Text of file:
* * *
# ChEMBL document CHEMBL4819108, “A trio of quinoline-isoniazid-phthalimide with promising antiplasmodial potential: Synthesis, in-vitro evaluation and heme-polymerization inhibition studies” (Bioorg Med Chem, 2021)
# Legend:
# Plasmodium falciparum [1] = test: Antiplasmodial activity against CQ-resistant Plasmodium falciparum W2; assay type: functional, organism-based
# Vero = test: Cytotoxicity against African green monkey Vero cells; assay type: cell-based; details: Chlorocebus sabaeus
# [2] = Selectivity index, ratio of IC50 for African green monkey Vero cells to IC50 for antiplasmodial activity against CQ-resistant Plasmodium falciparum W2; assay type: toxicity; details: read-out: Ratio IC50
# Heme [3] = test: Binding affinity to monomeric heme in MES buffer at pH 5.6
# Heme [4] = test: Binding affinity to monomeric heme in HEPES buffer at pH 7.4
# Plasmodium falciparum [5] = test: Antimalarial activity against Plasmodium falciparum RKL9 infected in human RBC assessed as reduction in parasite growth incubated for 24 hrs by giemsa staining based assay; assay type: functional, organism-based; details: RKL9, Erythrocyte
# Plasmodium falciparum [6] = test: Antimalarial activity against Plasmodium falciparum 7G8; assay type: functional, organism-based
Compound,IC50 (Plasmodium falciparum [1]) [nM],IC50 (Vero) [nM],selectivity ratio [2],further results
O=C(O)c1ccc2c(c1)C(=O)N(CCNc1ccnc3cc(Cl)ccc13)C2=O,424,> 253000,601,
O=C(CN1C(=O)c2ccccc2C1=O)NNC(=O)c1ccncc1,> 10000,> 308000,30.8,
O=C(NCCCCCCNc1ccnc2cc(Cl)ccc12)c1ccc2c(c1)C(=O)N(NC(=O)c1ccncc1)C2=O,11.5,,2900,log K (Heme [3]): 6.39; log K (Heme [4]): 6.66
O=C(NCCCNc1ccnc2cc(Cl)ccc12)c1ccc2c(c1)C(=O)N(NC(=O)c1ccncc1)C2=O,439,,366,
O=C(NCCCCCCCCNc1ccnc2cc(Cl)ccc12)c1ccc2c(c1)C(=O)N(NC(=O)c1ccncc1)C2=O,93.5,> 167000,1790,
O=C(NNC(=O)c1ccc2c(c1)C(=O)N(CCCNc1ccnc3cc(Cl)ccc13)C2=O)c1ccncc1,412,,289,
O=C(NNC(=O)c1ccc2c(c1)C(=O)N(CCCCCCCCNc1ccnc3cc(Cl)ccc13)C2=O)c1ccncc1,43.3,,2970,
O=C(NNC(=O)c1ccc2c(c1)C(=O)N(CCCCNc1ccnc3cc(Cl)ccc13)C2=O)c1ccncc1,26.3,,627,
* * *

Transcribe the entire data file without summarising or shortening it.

# ChEMBL document CHEMBL4819108, “A trio of quinoline-isoniazid-phthalimide with promising antiplasmodial potential: Synthesis, in-vitro evaluation and heme-polymerization inhibition studies” (Bioorg Med Chem, 2021)
# Legend:
# Plasmodium falciparum [1] = test: Antiplasmodial activity against CQ-resistant Plasmodium falciparum W2; assay type: functional, organism-based
# Vero = test: Cytotoxicity against African green monkey Vero cells; assay type: cell-based; details: Chlorocebus sabaeus
# [2] = Selectivity index, ratio of IC50 for African green monkey Vero cells to IC50 for antiplasmodial activity against CQ-resistant Plasmodium falciparum W2; assay type: toxicity; details: read-out: Ratio IC50
# Heme [3] = test: Binding affinity to monomeric heme in MES buffer at pH 5.6
# Heme [4] = test: Binding affinity to monomeric heme in HEPES buffer at pH 7.4
# Plasmodium falciparum [5] = test: Antimalarial activity against Plasmodium falciparum RKL9 infected in human RBC assessed as reduction in parasite growth incubated for 24 hrs by giemsa staining based assay; assay type: functional, organism-based; details: RKL9, Erythrocyte
# Plasmodium falciparum [6] = test: Antimalarial activity against Plasmodium falciparum 7G8; assay type: functional, organism-based
Compound,IC50 (Plasmodium falciparum [1]) [nM],IC50 (Vero) [nM],selectivity ratio [2],further results
O=C(O)c1ccc2c(c1)C(=O)N(CCNc1ccnc3cc(Cl)ccc13)C2=O,424,> 253000,601,
O=C(CN1C(=O)c2ccccc2C1=O)NNC(=O)c1ccncc1,> 10000,> 308000,30.8,
O=C(NCCCCCCNc1ccnc2cc(Cl)ccc12)c1ccc2c(c1)C(=O)N(NC(=O)c1ccncc1)C2=O,11.5,,2900,log K (Heme [3]): 6.39; log K (Heme [4]): 6.66
O=C(NCCCNc1ccnc2cc(Cl)ccc12)c1ccc2c(c1)C(=O)N(NC(=O)c1ccncc1)C2=O,439,,366,
O=C(NCCCCCCCCNc1ccnc2cc(Cl)ccc12)c1ccc2c(c1)C(=O)N(NC(=O)c1ccncc1)C2=O,93.5,> 167000,1790,
O=C(NNC(=O)c1ccc2c(c1)C(=O)N(CCCNc1ccnc3cc(Cl)ccc13)C2=O)c1ccncc1,412,,289,
O=C(NNC(=O)c1ccc2c(c1)C(=O)N(CCCCCCCCNc1ccnc3cc(Cl)ccc13)C2=O)c1ccncc1,43.3,,2970,
O=C(NNC(=O)c1ccc2c(c1)C(=O)N(CCCCNc1ccnc3cc(Cl)ccc13)C2=O)c1ccncc1,26.3,,627,